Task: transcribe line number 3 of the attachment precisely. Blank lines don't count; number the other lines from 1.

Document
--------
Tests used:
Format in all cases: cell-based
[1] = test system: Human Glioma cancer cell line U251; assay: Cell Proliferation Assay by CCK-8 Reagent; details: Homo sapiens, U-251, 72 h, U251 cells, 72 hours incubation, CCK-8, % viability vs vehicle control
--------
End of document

[1] = test system: Human Glioma cancer cell line U251; assay: Cell Proliferation Assay by CCK-8 Reagent; details: Homo sapiens, U-251, 72 h, U251 cells, 72 hours incubation, CCK-8, % viability vs vehicle control